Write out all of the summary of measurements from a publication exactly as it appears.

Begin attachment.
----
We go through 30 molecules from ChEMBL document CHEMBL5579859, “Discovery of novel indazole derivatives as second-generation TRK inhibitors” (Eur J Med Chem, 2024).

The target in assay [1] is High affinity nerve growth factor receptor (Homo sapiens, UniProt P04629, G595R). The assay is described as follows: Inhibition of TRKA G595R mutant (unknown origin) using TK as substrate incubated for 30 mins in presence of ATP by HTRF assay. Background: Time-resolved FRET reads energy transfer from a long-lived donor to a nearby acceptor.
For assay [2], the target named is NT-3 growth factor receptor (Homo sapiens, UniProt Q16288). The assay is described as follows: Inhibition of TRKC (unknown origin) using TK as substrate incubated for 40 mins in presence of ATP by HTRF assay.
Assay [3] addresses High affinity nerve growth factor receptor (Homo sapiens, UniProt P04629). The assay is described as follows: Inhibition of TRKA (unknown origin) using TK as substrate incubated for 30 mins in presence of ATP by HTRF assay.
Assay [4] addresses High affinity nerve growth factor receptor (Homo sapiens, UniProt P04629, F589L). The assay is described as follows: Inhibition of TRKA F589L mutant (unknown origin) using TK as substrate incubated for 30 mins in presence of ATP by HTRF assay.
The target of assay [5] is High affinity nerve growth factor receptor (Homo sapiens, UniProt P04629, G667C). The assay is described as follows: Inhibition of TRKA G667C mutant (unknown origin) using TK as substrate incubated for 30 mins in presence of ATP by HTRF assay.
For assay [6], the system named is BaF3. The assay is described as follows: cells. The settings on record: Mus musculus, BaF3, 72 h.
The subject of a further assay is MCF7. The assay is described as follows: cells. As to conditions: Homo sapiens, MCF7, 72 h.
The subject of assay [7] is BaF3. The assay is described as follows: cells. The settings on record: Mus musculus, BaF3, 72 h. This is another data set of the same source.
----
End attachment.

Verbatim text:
We go through 30 molecules from ChEMBL document CHEMBL5579859, “Discovery of novel indazole derivatives as second-generation TRK inhibitors” (Eur J Med Chem, 2024).

The target in assay [1] is High affinity nerve growth factor receptor (Homo sapiens, UniProt P04629, G595R). The assay is described as follows: Inhibition of TRKA G595R mutant (unknown origin) using TK as substrate incubated for 30 mins in presence of ATP by HTRF assay. Background: Time-resolved FRET reads energy transfer from a long-lived donor to a nearby acceptor.
For assay [2], the target named is NT-3 growth factor receptor (Homo sapiens, UniProt Q16288). The assay is described as follows: Inhibition of TRKC (unknown origin) using TK as substrate incubated for 40 mins in presence of ATP by HTRF assay.
Assay [3] addresses High affinity nerve growth factor receptor (Homo sapiens, UniProt P04629). The assay is described as follows: Inhibition of TRKA (unknown origin) using TK as substrate incubated for 30 mins in presence of ATP by HTRF assay.
Assay [4] addresses High affinity nerve growth factor receptor (Homo sapiens, UniProt P04629, F589L). The assay is described as follows: Inhibition of TRKA F589L mutant (unknown origin) using TK as substrate incubated for 30 mins in presence of ATP by HTRF assay.
The target of assay [5] is High affinity nerve growth factor receptor (Homo sapiens, UniProt P04629, G667C). The assay is described as follows: Inhibition of TRKA G667C mutant (unknown origin) using TK as substrate incubated for 30 mins in presence of ATP by HTRF assay.
For assay [6], the system named is BaF3. The assay is described as follows: cells. The settings on record: Mus musculus, BaF3, 72 h.
The subject of a further assay is MCF7. The assay is described as follows: cells. As to conditions: Homo sapiens, MCF7, 72 h.
The subject of assay [7] is BaF3. The assay is described as follows: cells. The settings on record: Mus musculus, BaF3, 72 h. This is another data set of the same source.